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10 septembre 2018

Galerie J. Kugel presents the first exhibition devoted to the art of ‘piqué’ at the court of Naples


© Galerie J. Kugel

PARIS.- Galerie J. Kugel presents the first exhibition devoted to the art of ‘piqué’, which flourished in Naples during the first half of the 18th century. The technique combines lavish inventiveness, virtuoso skill and astonishing opulence. 

These extraordinary objects bring together three precious materials: tortoiseshell, gold, and mother-of-pearl. According to Nicolas Kugel: “This fascinating combination is sublimated by light, which makes the gold shimmer, reveals the iridescence of the mother-of-pearl, and penetrates even the diaphanous darkness of the tortoiseshell.” 

The exhibition includes over 50 objects, highlighting a table by Sarao - the ultimate masterpiece made using this technique – here lent, for the first time, by the Hermitage Museum in Saint Petersburg.

These pieces were created between 1720 and 1760 for connoisseurs and the court, and particularly for Charles of Bourbon, who became king of Naples in 1734, and made his court one of the most splendid and cosmopolitan in all Europe.

The artisans who created these masterpieces were known as “Tartarugari”. Giuseppe Sarao, the most famous among them, had a workshop adjoining the walls of the royal palace. Several of the pieces in the exhibition were made by him.

These talented artists were able not only to join and mould the tortoiseshell using boiling water and olive oil, but also inlaid gold and mother-of-pearl into the still-soft tortoiseshell. They created the most extravagant shapes, which they adorned with fashionable “piqué” decors such as singeries (scenes where monkeys engage in human activities), chinoiseries, and grotesques.

Alexis Kugel explains: “The exhibition will allow visitors to discover both the incredible inventiveness of the artists and the extraordinarily keen interest this art sparked among 19th century collectors, including several members of the Rothschild family. Many pieces boasting that prestigious provenance will be presented.”

The exhibition is accompanied by an illustrated catalogue, offering the first complete study of the subject. The French version will be published by Monelle Hayot and the English version by Rizzoli.

September 12- December 8 2018. Exhibition Monday to Saturday from 10:30 am to 7:00 pm, admission free

Galerie J. Kugel. 25, quai Anatole France, 75007 Paris - +33 - 



Giuseppe Sarao, Elaborately shaped ewer with pelmet motifs. Tortoiseshell piqué with gold and mother-of-pearl. Signed above the handle: GS FN; Naples, circa 1735-1745. H. 21.8 cm; L. 21.6 cm; D. 21.7 cm© Galerie J. Kugel

Provenance: -Baron Henri de Rothschild (1872-1947).


Attributed to Giuseppe SaraoLidded goblet surmounted by a monkey playing the flute. Tortoiseshell piqué with gold and mother-of-pearl, Naples, circa 1730-1740. H. 31 cm; D. 13.9 cm© Galerie J. Kugel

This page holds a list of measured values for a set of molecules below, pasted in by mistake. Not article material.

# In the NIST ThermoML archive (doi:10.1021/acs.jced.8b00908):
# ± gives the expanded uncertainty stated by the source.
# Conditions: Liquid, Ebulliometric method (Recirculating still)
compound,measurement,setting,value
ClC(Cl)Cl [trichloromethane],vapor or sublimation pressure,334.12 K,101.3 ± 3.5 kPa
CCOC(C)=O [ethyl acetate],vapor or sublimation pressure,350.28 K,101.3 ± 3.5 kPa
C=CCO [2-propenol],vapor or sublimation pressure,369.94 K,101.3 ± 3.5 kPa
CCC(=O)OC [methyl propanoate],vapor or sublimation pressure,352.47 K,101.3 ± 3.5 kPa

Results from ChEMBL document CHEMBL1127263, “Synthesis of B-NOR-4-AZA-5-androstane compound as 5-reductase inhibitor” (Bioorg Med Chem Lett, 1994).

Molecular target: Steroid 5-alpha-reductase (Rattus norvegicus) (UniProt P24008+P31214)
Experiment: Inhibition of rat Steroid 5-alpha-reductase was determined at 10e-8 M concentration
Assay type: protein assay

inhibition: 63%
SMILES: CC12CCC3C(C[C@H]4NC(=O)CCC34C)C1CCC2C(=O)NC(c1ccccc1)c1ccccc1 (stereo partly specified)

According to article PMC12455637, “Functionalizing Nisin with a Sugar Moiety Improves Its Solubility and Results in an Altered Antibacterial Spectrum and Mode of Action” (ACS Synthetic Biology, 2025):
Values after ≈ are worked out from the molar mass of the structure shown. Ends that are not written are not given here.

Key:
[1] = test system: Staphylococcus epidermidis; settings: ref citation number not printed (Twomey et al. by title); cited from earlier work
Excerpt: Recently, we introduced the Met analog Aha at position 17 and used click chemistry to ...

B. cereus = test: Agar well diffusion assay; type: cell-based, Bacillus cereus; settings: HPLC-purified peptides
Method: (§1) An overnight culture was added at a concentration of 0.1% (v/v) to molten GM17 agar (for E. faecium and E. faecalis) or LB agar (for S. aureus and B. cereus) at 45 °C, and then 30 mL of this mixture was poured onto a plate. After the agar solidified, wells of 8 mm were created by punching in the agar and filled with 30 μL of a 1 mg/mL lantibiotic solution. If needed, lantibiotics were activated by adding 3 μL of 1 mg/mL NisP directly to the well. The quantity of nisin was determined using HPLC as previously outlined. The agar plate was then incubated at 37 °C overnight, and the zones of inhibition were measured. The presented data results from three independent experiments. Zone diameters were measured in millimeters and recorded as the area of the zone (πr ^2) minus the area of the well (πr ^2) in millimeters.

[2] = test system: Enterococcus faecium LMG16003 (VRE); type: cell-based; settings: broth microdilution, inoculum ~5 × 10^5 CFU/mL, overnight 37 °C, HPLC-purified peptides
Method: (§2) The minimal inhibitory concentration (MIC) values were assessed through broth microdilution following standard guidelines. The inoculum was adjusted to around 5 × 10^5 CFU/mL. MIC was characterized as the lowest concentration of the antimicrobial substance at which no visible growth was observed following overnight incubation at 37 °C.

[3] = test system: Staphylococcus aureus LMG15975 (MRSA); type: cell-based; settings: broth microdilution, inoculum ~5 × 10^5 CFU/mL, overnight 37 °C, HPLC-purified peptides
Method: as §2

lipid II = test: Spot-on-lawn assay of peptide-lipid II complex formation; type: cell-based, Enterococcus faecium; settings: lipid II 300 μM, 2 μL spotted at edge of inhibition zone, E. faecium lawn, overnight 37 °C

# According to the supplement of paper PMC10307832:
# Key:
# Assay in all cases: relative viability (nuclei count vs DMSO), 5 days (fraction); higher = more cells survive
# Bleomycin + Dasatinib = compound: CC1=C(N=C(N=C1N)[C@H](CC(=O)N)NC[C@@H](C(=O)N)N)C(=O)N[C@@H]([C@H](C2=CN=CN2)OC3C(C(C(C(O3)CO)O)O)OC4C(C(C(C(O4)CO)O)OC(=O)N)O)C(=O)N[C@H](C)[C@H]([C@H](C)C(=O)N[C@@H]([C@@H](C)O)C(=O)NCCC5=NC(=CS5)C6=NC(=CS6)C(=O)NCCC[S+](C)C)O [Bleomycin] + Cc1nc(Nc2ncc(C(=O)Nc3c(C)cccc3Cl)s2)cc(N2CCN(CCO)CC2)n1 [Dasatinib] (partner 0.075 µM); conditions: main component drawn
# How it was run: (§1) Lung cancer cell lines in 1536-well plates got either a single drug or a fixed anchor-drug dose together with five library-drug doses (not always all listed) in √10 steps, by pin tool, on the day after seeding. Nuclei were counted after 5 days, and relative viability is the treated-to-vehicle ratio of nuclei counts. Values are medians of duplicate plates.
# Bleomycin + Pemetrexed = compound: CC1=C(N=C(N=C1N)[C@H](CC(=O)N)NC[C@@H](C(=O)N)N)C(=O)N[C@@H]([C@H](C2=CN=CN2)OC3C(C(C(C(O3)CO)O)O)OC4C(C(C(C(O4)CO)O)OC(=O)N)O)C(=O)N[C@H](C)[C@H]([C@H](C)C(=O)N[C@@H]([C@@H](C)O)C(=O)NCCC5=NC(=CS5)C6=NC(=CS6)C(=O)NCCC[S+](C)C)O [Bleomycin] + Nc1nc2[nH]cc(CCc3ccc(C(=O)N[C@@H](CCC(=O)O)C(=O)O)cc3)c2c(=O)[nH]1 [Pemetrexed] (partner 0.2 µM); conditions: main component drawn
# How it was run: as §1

Provenance:-Baron Mayer Carl von Rothschild, Frankfort (1820-1886)
- Baroness Theresa de Rothschild (1847-1931), his daughter (wife of James de Rothschild)


Giuseppe Sarao, Large coffer with chinoiserie decor standing on four turtle-shaped legs. Tortoiseshell piqué with gold and mother-of-pearl. Signed in gold along the edge “Sarao fecit Napoli”. The inside of the cover is adorned with the arms of Charles de Bourbon, king of Naples; Naples, circa 1735-1740. H. 28 cm; L. 42 cm; D. 33.5 cm© Galerie J. Kugel

Provenance: -Sir Julian Goldsmid, Bart.
-His sale, Christie’s, Manson & Woods, London, 8-14 June 1896, lot 1105.


Giuseppe Sarao, The Hermitage Table, Naples, circa 1730-1740© Galerie J. Kugel

The extraordinary table from the Hermitage Museum is the greatest masterpiece to have been created using the “piqué” technique. It is also the only table to have retained its original legs. The triangular shape of the legs is also present in the cabinet from the Royal British Collections. The extraordinarily inventive and elaborate tabletop is adorned with over a hundred chinoiserie figures, while countless animals, monkeys, insects, birds, and dragons also inhabit the space. The six main medallions depict Chinese couples in gold and mother-of-pearl, two of which are also found on the turtle casket, (page 4). The compartments are decorated with small Chinese figures made of cut out and engraved gold. In the centre, four gold vases symbolise the seasons; the figures between refer to the same theme. The centre is adorned with a small cartouche in which two Chinamen rock back and forth on a seesaw. The Chinese theme continues on the legs and stretcher. Underneath the medallion with the Chinese couple there is the monogramme SfN, which stands for Sarao fecit Napoli. In 1886 Baron Stieglitz purchased the table from the Frankfort antique dealer Goldschmidt, who was one of the main suppliers to Mayer Carl de Rothschild, also a great connoisseur of tortoiseshell piqué. It was no doubt the death of Mayer Carl that same year (1886) that allowed Stieglitz to acquire the table. It stood in the Stieglitz Museum of Applied Arts and was transferred to the Hermitage after 1924. 


© Galerie J. Kugel